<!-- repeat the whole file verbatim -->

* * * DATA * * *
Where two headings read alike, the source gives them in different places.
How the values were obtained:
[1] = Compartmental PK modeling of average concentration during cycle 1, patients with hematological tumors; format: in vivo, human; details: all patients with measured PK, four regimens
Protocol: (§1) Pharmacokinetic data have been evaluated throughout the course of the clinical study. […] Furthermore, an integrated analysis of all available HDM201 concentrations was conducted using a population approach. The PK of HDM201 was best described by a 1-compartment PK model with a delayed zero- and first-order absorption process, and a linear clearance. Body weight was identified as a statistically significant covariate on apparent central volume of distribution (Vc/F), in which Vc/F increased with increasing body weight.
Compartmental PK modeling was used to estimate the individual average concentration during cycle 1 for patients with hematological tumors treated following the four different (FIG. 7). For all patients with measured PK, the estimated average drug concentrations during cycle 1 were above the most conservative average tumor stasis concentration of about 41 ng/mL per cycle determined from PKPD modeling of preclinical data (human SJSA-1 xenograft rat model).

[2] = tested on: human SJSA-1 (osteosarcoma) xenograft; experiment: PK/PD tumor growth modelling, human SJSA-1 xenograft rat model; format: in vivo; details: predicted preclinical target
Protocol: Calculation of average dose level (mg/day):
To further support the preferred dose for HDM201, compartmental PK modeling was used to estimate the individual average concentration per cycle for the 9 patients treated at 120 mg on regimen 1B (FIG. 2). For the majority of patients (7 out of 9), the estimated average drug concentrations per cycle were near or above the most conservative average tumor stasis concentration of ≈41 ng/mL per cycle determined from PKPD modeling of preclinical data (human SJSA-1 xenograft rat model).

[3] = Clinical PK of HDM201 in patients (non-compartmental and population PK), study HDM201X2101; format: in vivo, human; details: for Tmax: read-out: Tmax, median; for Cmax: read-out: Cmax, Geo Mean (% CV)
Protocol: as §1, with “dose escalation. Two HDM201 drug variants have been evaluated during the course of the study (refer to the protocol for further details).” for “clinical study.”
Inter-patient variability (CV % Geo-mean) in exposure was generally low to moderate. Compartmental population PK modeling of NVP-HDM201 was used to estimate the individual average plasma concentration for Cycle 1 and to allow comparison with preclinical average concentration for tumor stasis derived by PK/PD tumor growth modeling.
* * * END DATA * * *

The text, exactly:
Where two headings read alike, the source gives them in different places.
How the values were obtained:
[1] = Compartmental PK modeling of average concentration during cycle 1, patients with hematological tumors; format: in vivo, human; details: all patients with measured PK, four regimens
Protocol: (§1) Pharmacokinetic data have been evaluated throughout the course of the clinical study. […] Furthermore, an integrated analysis of all available HDM201 concentrations was conducted using a population approach. The PK of HDM201 was best described by a 1-compartment PK model with a delayed zero- and first-order absorption process, and a linear clearance. Body weight was identified as a statistically significant covariate on apparent central volume of distribution (Vc/F), in which Vc/F increased with increasing body weight.
Compartmental PK modeling was used to estimate the individual average concentration during cycle 1 for patients with hematological tumors treated following the four different (FIG. 7). For all patients with measured PK, the estimated average drug concentrations during cycle 1 were above the most conservative average tumor stasis concentration of about 41 ng/mL per cycle determined from PKPD modeling of preclinical data (human SJSA-1 xenograft rat model).

[2] = tested on: human SJSA-1 (osteosarcoma) xenograft; experiment: PK/PD tumor growth modelling, human SJSA-1 xenograft rat model; format: in vivo; details: predicted preclinical target
Protocol: Calculation of average dose level (mg/day):
To further support the preferred dose for HDM201, compartmental PK modeling was used to estimate the individual average concentration per cycle for the 9 patients treated at 120 mg on regimen 1B (FIG. 2). For the majority of patients (7 out of 9), the estimated average drug concentrations per cycle were near or above the most conservative average tumor stasis concentration of ≈41 ng/mL per cycle determined from PKPD modeling of preclinical data (human SJSA-1 xenograft rat model).

[3] = Clinical PK of HDM201 in patients (non-compartmental and population PK), study HDM201X2101; format: in vivo, human; details: for Tmax: read-out: Tmax, median; for Cmax: read-out: Cmax, Geo Mean (% CV)
Protocol: as §1, with “dose escalation. Two HDM201 drug variants have been evaluated during the course of the study (refer to the protocol for further details).” for “clinical study.”
Inter-patient variability (CV % Geo-mean) in exposure was generally low to moderate. Compartmental population PK modeling of NVP-HDM201 was used to estimate the individual average plasma concentration for Cycle 1 and to allow comparison with preclinical average concentration for tumor stasis derived by PK/PD tumor growth modeling.